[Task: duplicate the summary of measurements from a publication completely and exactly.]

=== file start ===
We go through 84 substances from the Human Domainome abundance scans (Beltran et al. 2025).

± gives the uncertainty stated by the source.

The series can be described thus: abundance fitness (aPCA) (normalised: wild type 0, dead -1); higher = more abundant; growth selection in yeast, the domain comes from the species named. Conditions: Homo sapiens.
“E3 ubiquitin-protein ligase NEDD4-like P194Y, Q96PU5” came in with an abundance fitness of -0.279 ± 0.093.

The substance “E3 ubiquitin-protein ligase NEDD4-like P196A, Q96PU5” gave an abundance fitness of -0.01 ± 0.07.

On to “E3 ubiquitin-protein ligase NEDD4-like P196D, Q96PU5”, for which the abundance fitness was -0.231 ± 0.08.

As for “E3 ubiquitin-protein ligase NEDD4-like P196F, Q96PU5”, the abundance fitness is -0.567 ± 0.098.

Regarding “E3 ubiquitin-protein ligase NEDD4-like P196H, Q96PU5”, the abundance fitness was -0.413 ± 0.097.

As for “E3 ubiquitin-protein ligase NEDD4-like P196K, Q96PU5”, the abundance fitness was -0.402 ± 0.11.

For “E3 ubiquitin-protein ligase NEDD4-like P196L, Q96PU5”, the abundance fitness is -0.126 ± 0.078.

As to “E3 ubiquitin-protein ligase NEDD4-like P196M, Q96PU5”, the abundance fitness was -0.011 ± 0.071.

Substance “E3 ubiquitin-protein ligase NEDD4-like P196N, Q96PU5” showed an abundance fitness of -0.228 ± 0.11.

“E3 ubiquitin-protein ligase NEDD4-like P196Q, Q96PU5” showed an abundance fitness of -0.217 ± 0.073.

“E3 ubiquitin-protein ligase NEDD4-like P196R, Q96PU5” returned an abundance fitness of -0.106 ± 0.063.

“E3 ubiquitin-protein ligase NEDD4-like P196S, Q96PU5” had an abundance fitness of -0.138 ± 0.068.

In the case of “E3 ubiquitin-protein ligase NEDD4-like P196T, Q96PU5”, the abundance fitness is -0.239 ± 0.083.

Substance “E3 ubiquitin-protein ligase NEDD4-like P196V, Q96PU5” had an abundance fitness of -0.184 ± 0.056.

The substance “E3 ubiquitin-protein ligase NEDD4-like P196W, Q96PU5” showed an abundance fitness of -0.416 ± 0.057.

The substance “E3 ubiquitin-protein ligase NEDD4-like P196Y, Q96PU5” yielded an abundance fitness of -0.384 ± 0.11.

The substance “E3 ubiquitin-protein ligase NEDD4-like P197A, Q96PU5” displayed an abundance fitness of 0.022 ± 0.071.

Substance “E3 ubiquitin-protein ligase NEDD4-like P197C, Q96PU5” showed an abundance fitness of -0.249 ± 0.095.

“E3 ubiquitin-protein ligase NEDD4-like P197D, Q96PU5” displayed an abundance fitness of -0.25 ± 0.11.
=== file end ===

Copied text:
We go through 84 substances from the Human Domainome abundance scans (Beltran et al. 2025).

± gives the uncertainty stated by the source.

The series can be described thus: abundance fitness (aPCA) (normalised: wild type 0, dead -1); higher = more abundant; growth selection in yeast, the domain comes from the species named. Conditions: Homo sapiens.
“E3 ubiquitin-protein ligase NEDD4-like P194Y, Q96PU5” came in with an abundance fitness of -0.279 ± 0.093.

The substance “E3 ubiquitin-protein ligase NEDD4-like P196A, Q96PU5” gave an abundance fitness of -0.01 ± 0.07.

On to “E3 ubiquitin-protein ligase NEDD4-like P196D, Q96PU5”, for which the abundance fitness was -0.231 ± 0.08.

As for “E3 ubiquitin-protein ligase NEDD4-like P196F, Q96PU5”, the abundance fitness is -0.567 ± 0.098.

Regarding “E3 ubiquitin-protein ligase NEDD4-like P196H, Q96PU5”, the abundance fitness was -0.413 ± 0.097.

As for “E3 ubiquitin-protein ligase NEDD4-like P196K, Q96PU5”, the abundance fitness was -0.402 ± 0.11.

For “E3 ubiquitin-protein ligase NEDD4-like P196L, Q96PU5”, the abundance fitness is -0.126 ± 0.078.

As to “E3 ubiquitin-protein ligase NEDD4-like P196M, Q96PU5”, the abundance fitness was -0.011 ± 0.071.

Substance “E3 ubiquitin-protein ligase NEDD4-like P196N, Q96PU5” showed an abundance fitness of -0.228 ± 0.11.

“E3 ubiquitin-protein ligase NEDD4-like P196Q, Q96PU5” showed an abundance fitness of -0.217 ± 0.073.

“E3 ubiquitin-protein ligase NEDD4-like P196R, Q96PU5” returned an abundance fitness of -0.106 ± 0.063.

“E3 ubiquitin-protein ligase NEDD4-like P196S, Q96PU5” had an abundance fitness of -0.138 ± 0.068.

In the case of “E3 ubiquitin-protein ligase NEDD4-like P196T, Q96PU5”, the abundance fitness is -0.239 ± 0.083.

Substance “E3 ubiquitin-protein ligase NEDD4-like P196V, Q96PU5” had an abundance fitness of -0.184 ± 0.056.

The substance “E3 ubiquitin-protein ligase NEDD4-like P196W, Q96PU5” showed an abundance fitness of -0.416 ± 0.057.

The substance “E3 ubiquitin-protein ligase NEDD4-like P196Y, Q96PU5” yielded an abundance fitness of -0.384 ± 0.11.

The substance “E3 ubiquitin-protein ligase NEDD4-like P197A, Q96PU5” displayed an abundance fitness of 0.022 ± 0.071.

Substance “E3 ubiquitin-protein ligase NEDD4-like P197C, Q96PU5” showed an abundance fitness of -0.249 ± 0.095.

“E3 ubiquitin-protein ligase NEDD4-like P197D, Q96PU5” displayed an abundance fitness of -0.25 ± 0.11.